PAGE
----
"The crimes of rape, and of assault and battery were felonies in the slavery era as they are today in any civil society. They were seen then as wrong, immoral, reprehensible, and worthy of the severest punishment. But the country allowed most any atrocity to be inflicted on the black body. Thus, twelve generations of African-Americans faced the ever-present danger of assault and battery or worse, every day of their lives during the quarter millennium of enslavement.” Caste, Isabel Wilkerson, p. 153
We have all seen the effects of weathering on the landscape, from the beauty of dramatically sculpted canyons to the terror of coastal homes teetering on undercut coastlines. The forces of wind and water are powerful, working relentlessly to modify the environment.
But what about the figurative wind and water of stress, fear, abuse and other human-made forces that lead to poorer health outcomes? This concept is not brand new, but it is more in the news today.
Every time I try to cull the piles and files of clippings and quotes saved as possible starters for articles, I am only reminded of why I saved each one. They are funny, or ouchily true, or concisely stated outrage, or… well, you get it. My culling stalls. I offer here a selection of thoughts of others for you to ponder for your own Aha! Hmmm. Ouch! Yes! No way! Well, duh moments. And when you’ve found your favorite one, call another Leaguer for coffee and conversation.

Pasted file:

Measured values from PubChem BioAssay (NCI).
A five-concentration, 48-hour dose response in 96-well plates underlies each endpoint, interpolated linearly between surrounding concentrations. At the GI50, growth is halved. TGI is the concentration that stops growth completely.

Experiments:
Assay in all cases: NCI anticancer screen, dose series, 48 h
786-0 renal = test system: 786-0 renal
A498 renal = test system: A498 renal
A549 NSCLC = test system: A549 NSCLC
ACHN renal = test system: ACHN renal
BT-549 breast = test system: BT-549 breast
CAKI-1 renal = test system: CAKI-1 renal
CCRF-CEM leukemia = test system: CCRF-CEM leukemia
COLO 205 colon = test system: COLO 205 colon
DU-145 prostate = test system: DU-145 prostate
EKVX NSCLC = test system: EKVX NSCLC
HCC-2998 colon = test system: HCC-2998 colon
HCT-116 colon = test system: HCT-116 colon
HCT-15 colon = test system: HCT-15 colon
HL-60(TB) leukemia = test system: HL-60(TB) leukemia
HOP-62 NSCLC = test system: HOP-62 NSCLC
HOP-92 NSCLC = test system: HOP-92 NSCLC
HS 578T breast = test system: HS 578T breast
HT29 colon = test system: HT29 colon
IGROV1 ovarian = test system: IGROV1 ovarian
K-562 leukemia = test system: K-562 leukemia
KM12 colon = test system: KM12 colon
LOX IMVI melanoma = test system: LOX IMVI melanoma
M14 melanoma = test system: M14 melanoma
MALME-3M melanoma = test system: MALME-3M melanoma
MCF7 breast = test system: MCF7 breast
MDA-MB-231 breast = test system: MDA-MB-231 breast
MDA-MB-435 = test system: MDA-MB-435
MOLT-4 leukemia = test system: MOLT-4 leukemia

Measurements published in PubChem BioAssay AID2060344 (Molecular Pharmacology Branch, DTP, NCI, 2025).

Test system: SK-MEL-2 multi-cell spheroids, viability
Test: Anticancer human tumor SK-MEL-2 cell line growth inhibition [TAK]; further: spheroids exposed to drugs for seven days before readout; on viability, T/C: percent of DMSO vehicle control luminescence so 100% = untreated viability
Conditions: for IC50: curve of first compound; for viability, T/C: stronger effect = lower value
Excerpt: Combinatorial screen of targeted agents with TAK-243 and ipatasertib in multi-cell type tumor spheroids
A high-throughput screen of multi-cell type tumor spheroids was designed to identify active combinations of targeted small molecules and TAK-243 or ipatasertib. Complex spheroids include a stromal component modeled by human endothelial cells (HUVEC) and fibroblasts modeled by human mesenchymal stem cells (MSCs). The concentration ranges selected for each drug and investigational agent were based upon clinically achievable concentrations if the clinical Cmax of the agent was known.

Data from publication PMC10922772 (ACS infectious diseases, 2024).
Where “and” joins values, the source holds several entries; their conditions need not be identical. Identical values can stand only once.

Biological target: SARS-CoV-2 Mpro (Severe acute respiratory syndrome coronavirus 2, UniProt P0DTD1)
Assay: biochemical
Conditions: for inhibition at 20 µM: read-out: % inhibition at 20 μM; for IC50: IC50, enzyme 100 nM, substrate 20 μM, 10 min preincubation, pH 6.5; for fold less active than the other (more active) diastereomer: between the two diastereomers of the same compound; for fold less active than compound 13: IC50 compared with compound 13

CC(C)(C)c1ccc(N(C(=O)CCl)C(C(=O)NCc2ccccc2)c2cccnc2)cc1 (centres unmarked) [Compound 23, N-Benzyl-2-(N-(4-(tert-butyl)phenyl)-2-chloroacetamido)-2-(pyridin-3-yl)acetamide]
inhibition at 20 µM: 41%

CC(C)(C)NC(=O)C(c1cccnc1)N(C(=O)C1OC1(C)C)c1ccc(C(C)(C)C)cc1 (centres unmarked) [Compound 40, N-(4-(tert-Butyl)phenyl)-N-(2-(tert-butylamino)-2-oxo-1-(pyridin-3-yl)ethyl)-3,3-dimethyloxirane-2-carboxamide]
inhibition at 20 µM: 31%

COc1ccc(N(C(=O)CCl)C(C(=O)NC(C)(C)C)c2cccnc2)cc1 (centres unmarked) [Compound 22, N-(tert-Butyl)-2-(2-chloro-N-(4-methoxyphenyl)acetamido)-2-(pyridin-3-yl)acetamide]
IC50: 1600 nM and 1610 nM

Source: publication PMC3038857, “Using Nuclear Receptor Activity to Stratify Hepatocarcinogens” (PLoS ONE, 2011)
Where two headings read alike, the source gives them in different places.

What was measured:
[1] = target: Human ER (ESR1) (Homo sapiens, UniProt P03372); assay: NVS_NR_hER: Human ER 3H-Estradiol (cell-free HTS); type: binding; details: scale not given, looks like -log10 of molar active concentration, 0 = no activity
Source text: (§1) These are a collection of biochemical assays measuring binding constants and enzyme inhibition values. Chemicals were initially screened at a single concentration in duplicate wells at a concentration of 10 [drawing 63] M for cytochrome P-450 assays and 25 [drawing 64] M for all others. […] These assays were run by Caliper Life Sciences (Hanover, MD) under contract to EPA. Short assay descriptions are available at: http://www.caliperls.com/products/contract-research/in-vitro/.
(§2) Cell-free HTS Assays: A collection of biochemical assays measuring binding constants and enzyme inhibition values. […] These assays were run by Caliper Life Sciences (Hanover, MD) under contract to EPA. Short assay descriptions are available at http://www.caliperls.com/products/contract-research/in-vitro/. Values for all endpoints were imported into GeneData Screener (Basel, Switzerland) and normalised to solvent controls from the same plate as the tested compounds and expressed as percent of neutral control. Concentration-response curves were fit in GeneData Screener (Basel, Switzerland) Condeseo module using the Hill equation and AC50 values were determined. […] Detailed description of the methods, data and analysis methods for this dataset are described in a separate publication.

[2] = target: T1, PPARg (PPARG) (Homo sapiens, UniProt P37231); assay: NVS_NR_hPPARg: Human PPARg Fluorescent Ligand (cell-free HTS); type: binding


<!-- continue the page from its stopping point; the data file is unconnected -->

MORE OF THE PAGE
John Brandl - In a 1997 op-ed piece John Brandl wrote about the overemphasis on individual preferences over community which made governing difficult. “Individual choice itself becomes the only moral absolute…No wonder government, which has largely to do with accommodating differences of opinion, is so difficult. We live in a time when the working out of differences is unrecognized as legitimate, much less noble. We reject the existence of a public realm where the good of the whole requires more than each of us doing our own thing.” 1997! [Underlining added.]
Much of the wealth of this nation is founded upon the unpaid labor of kidnapped and enslaved people, unwillingly transported to North America from Africa. It is an ugly fact. Uglier still, though, is the fact that more than 150 years after slavery was abolished, the descendants of those enslaved people are not equitably included in the wealth of this society.
For too long we have stumbled over the immense challenge of determining how, and to whom, reparatory payments or benefits should be distributed, but in recent years communities have begun to step beyond the search for the perfect solution to doing something good, rather than nothing.
After a painfully long time since the first incursion of Europeans onto North America we have entered an era of the Indigenous Land Acknowledgement. You have likely seen and heard them in many places, from the start of events for League, the Guthrie Theater, your place of worship, museums, restaurants…well, just about everywhere it seems, and this is a good thing.
LWVMN recently released the version shown on the right [https://www.lwvmn.org/land-acknowledgement]. When drafting this wording, LWVMN used many resources in the indigenous community, particularly the Native Governance Center. I encourage you to go to LWVMN’s Indigenous Land Acknowledgement page and read the interesting resources that accompany the statement.